OGDEN -- Janet Shipton likes to think of herself as her husband's wife, and not so much her father's daughter.
She is quick to say she loved her father and cherishes the times she spent walking with him and talking politics - something they did quite often, considering he was Great Britain's prime minister from 1945 to 1951.
Shipton's father was Clement Richard Attlee, a beloved political leader in England during tough times - the Depression, World War II and the tough years following the war were the years he served as prime minister.
Shipton was a young woman when her dad took office, and though she never resided at No. 10 Downing St., she visited there often. She remembers her first visit there after her dad was made prime minister.
"Things weren't as protected then, and I just walked right up to the door," Shipton said, smiling at the memory. She was in the Royal Air Force at the time and went to the door in her uniform, not an uncommon sight at the time.
Shipton moved to the Harrison Regent retirement home in Ogden in November. She has lived in the Ogden area since 2006. She and her husband moved to the area to be close to her granddaughter, but she immigrated to the United States in 1954 when her husband, whom she lovingly refers to as "Shippy," came to start a biomedical core program at the University of Iowa. They reared their children in Iowa and then moved to St. Louis where he taught at Washington University for 20 years. The couple then moved to Florida when her husband was stricken with Parkinson's disease and then settled in Utah where he died in 2007.
She has lived a very full life. Now 88, she said she is starting to feel her age, although she has always acted young.
"No one in our family is very mature for their age," she said with a laugh.
Shipton was the oldest of four children, and when her father became the prime minister she was a little more removed from things than her younger siblings. For her, having a prime minister for a father wasn't a difficult thing.
"I didn't have a challenging role because I was a grown-up child," she said, still speaking with a pronounced British accent. "My poor mother. We were just an ordinary family, and then she was moving into No. 10 Downing St."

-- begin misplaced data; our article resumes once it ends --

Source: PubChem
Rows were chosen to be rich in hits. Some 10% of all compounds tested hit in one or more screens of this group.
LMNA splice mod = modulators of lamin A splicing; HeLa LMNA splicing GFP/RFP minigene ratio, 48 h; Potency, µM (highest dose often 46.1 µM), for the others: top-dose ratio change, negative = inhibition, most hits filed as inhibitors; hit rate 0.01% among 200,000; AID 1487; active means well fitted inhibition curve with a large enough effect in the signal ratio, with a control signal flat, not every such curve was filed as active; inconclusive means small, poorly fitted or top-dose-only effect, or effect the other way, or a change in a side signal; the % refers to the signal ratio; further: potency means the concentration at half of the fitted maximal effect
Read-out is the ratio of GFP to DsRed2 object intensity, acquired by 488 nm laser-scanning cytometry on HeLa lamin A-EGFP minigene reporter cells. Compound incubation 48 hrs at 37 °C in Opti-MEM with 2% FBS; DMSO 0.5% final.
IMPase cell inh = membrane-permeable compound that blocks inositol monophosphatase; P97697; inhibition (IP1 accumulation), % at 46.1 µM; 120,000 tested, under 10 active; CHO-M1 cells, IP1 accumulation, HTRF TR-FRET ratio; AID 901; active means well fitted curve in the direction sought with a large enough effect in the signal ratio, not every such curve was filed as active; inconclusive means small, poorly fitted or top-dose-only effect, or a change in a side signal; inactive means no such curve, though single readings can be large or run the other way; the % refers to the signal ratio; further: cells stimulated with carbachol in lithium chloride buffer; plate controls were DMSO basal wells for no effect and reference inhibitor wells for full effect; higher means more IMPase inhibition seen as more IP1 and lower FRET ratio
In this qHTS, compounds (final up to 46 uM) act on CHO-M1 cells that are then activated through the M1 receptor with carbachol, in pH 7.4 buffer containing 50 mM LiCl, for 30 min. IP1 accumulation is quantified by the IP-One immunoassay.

She remembers that Clementine Churchill, wife of Winston Churchill,who preceded Attlee as prime minister, helped her mother learn her duties as prime minister's wife, and her sister loved attending the parties and events that were required.
"I liked living my life as my husband's wife, and then when I am in England, I am my father's daughter," she said. "It is really like playing a role, like acting, you see."
Her most cherished memory of that time was visiting Chequers, the country residence of the prime minister in Buckinghamshire. She loved the country, and that's where she took her husband to ask her father for her hand in marriage.
"My father was wonderful," she said.
She remembers detectives always being around and said they looked into her husband's background.
"He completely trusted my judgment," she said of her father. "(Shipton) had no money, no looks, really not much of anything," she said.
But her father knew her mind, and he knew she would marry Shipton anyway, so he was kind about it.
She married in Bristol the Thursday before Queen Elizabeth's wedding. All of her guests came in on a train, and she remembers it was a very delicate process to plan to the wedding.
"When you are a prime minister, you have many decisions to make, and planning a date for a daughter's wedding can be difficult," she said.
She speaks with pride of her father and his many accomplishments while in office, including his work in India. She has photos on the wall showing him during his days as prime minister. Many other English touches are in place as well, such as the porcelain tea cups on a shelf on the wall.
Her only regret is the time she didn't get to spend with her father. He went into Parliament in the 1920s and was politically active all of her life. That's why the time at Chequers was always so special for her.
She said she doesn't like to tell people right away who she is.
"I want people to know me for me," she said, but some people figure it out before she shares the information. She has always tried to stay active politically, because politics is something she feels strongly about.
She plans to talk about her life experiences at a presentation at 3 p.m.
Jan. 19 at the Harrison Regent, 4481 Harrison Blvd.